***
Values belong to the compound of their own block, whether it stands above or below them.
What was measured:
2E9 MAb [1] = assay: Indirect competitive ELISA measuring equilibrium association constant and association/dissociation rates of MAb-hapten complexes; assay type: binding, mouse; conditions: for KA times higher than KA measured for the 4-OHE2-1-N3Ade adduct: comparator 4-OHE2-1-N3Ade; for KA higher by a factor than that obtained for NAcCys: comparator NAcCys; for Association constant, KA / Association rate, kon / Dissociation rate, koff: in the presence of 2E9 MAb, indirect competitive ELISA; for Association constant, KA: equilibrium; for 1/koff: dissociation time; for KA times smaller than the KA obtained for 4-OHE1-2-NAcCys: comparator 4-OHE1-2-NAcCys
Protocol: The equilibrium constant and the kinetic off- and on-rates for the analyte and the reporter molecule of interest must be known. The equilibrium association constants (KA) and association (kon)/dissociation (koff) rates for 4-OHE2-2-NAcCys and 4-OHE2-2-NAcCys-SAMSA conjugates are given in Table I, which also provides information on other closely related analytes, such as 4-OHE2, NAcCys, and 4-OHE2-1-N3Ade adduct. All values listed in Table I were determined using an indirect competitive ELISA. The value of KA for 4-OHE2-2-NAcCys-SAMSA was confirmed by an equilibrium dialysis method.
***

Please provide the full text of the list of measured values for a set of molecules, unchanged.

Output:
Values belong to the compound of their own block, whether it stands above or below them.
What was measured:
2E9 MAb [1] = assay: Indirect competitive ELISA measuring equilibrium association constant and association/dissociation rates of MAb-hapten complexes; assay type: binding, mouse; conditions: for KA times higher than KA measured for the 4-OHE2-1-N3Ade adduct: comparator 4-OHE2-1-N3Ade; for KA higher by a factor than that obtained for NAcCys: comparator NAcCys; for Association constant, KA / Association rate, kon / Dissociation rate, koff: in the presence of 2E9 MAb, indirect competitive ELISA; for Association constant, KA: equilibrium; for 1/koff: dissociation time; for KA times smaller than the KA obtained for 4-OHE1-2-NAcCys: comparator 4-OHE1-2-NAcCys
Protocol: The equilibrium constant and the kinetic off- and on-rates for the analyte and the reporter molecule of interest must be known. The equilibrium association constants (KA) and association (kon)/dissociation (koff) rates for 4-OHE2-2-NAcCys and 4-OHE2-2-NAcCys-SAMSA conjugates are given in Table I, which also provides information on other closely related analytes, such as 4-OHE2, NAcCys, and 4-OHE2-1-N3Ade adduct. All values listed in Table I were determined using an indirect competitive ELISA. The value of KA for 4-OHE2-2-NAcCys-SAMSA was confirmed by an equilibrium dialysis method.